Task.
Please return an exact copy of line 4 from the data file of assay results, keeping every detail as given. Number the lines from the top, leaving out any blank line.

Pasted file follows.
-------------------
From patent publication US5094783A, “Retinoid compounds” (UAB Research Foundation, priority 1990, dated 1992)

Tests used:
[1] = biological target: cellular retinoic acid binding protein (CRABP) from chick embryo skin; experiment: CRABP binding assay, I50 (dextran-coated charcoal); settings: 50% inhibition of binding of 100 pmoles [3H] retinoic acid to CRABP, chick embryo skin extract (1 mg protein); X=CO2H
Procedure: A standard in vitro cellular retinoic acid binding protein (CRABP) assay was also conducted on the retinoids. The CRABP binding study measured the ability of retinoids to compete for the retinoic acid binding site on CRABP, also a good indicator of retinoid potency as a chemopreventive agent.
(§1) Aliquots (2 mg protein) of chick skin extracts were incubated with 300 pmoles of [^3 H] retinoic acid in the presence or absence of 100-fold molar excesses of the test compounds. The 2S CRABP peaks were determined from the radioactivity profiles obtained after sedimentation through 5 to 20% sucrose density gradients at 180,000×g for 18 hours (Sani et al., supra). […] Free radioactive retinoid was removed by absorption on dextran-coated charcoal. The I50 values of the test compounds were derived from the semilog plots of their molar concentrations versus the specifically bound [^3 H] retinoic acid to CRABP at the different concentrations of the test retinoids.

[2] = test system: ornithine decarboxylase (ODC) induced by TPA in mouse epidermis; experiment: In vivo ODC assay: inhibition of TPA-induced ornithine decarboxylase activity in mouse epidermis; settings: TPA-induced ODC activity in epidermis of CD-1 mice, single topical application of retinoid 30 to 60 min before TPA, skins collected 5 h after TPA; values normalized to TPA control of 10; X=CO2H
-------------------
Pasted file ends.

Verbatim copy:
Procedure: A standard in vitro cellular retinoic acid binding protein (CRABP) assay was also conducted on the retinoids. The CRABP binding study measured the ability of retinoids to compete for the retinoic acid binding site on CRABP, also a good indicator of retinoid potency as a chemopreventive agent.